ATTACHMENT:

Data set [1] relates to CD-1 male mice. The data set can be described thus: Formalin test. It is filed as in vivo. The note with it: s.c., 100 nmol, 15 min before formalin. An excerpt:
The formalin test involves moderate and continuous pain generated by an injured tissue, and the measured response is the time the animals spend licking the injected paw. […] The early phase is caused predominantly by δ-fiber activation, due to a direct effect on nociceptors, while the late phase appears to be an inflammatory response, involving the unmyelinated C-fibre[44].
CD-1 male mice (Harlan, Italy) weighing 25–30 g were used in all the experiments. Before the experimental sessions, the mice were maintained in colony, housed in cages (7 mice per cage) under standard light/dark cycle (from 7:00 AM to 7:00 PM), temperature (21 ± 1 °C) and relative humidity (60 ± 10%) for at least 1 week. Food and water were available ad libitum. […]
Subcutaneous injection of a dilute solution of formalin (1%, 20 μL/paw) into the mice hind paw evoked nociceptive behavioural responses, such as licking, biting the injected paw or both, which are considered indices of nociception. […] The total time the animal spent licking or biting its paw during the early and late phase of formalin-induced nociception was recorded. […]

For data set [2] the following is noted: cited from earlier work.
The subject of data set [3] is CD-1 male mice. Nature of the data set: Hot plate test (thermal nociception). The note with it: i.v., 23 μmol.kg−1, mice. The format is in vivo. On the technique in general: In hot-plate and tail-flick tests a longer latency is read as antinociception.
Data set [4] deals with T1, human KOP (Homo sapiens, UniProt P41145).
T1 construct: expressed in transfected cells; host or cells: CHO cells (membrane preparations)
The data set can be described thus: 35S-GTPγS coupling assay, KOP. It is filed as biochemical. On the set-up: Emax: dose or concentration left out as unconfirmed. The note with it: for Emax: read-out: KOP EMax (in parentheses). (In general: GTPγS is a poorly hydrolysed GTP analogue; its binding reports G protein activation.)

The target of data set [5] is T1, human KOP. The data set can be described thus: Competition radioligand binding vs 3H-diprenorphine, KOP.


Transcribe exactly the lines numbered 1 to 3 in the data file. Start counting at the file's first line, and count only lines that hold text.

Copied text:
Data set [1] relates to CD-1 male mice. The data set can be described thus: Formalin test. It is filed as in vivo. The note with it: s.c., 100 nmol, 15 min before formalin. An excerpt:
The formalin test involves moderate and continuous pain generated by an injured tissue, and the measured response is the time the animals spend licking the injected paw. […] The early phase is caused predominantly by δ-fiber activation, due to a direct effect on nociceptors, while the late phase appears to be an inflammatory response, involving the unmyelinated C-fibre[44].
CD-1 male mice (Harlan, Italy) weighing 25–30 g were used in all the experiments. Before the experimental sessions, the mice were maintained in colony, housed in cages (7 mice per cage) under standard light/dark cycle (from 7:00 AM to 7:00 PM), temperature (21 ± 1 °C) and relative humidity (60 ± 10%) for at least 1 week. Food and water were available ad libitum. […]